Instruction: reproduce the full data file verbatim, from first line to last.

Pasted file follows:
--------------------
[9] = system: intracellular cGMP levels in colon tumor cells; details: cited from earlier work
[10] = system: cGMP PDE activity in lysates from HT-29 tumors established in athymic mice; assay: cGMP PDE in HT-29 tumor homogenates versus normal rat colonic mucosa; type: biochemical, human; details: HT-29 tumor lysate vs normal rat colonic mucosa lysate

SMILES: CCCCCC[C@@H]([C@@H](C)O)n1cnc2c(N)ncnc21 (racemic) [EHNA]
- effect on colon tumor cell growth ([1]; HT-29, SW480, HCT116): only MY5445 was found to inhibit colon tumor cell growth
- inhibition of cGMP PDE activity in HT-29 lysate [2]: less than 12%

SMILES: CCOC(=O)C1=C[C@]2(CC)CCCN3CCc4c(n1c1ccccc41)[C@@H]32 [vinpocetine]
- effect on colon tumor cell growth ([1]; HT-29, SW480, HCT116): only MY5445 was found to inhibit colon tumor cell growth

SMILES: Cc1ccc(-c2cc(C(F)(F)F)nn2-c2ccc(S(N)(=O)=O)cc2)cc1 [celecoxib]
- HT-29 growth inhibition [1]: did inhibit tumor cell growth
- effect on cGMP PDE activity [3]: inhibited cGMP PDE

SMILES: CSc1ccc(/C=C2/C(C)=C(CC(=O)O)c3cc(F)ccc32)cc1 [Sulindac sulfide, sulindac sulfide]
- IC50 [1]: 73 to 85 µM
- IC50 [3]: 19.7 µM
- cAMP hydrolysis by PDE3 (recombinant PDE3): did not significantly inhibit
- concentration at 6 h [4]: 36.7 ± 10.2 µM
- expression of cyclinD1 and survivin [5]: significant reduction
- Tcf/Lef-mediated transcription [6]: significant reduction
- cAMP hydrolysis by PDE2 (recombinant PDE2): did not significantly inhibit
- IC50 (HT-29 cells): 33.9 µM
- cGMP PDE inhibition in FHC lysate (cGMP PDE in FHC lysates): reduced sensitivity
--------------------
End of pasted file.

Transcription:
[9] = system: intracellular cGMP levels in colon tumor cells; details: cited from earlier work
[10] = system: cGMP PDE activity in lysates from HT-29 tumors established in athymic mice; assay: cGMP PDE in HT-29 tumor homogenates versus normal rat colonic mucosa; type: biochemical, human; details: HT-29 tumor lysate vs normal rat colonic mucosa lysate

SMILES: CCCCCC[C@@H]([C@@H](C)O)n1cnc2c(N)ncnc21 (racemic) [EHNA]
- effect on colon tumor cell growth ([1]; HT-29, SW480, HCT116): only MY5445 was found to inhibit colon tumor cell growth
- inhibition of cGMP PDE activity in HT-29 lysate [2]: less than 12%

SMILES: CCOC(=O)C1=C[C@]2(CC)CCCN3CCc4c(n1c1ccccc41)[C@@H]32 [vinpocetine]
- effect on colon tumor cell growth ([1]; HT-29, SW480, HCT116): only MY5445 was found to inhibit colon tumor cell growth

SMILES: Cc1ccc(-c2cc(C(F)(F)F)nn2-c2ccc(S(N)(=O)=O)cc2)cc1 [celecoxib]
- HT-29 growth inhibition [1]: did inhibit tumor cell growth
- effect on cGMP PDE activity [3]: inhibited cGMP PDE

SMILES: CSc1ccc(/C=C2/C(C)=C(CC(=O)O)c3cc(F)ccc32)cc1 [Sulindac sulfide, sulindac sulfide]
- IC50 [1]: 73 to 85 µM
- IC50 [3]: 19.7 µM
- cAMP hydrolysis by PDE3 (recombinant PDE3): did not significantly inhibit
- concentration at 6 h [4]: 36.7 ± 10.2 µM
- expression of cyclinD1 and survivin [5]: significant reduction
- Tcf/Lef-mediated transcription [6]: significant reduction
- cAMP hydrolysis by PDE2 (recombinant PDE2): did not significantly inhibit
- IC50 (HT-29 cells): 33.9 µM
- cGMP PDE inhibition in FHC lysate (cGMP PDE in FHC lysates): reduced sensitivity